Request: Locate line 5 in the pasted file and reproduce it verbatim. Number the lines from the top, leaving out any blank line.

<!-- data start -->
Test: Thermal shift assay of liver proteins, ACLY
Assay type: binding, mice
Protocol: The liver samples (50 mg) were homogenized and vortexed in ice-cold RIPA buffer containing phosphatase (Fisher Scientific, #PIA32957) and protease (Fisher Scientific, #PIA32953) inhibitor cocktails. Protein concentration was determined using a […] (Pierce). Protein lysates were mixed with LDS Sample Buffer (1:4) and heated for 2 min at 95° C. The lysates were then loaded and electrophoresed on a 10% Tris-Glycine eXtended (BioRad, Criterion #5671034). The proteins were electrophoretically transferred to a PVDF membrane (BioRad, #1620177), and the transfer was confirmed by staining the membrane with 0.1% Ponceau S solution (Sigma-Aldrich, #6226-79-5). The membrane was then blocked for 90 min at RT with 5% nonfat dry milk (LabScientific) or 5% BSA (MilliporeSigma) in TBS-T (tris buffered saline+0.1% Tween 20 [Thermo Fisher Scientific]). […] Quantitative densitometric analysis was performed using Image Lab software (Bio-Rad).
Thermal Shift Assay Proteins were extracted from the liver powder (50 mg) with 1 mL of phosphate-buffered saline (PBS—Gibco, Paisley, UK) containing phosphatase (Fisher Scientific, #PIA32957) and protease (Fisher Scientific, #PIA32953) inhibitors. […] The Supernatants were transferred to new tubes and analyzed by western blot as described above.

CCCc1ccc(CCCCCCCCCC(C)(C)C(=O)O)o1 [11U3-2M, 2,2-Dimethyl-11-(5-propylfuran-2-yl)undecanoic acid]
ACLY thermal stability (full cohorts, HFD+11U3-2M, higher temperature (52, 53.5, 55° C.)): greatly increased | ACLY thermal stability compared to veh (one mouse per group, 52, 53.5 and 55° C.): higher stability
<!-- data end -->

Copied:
CCCc1ccc(CCCCCCCCCC(C)(C)C(=O)O)o1 [11U3-2M, 2,2-Dimethyl-11-(5-propylfuran-2-yl)undecanoic acid]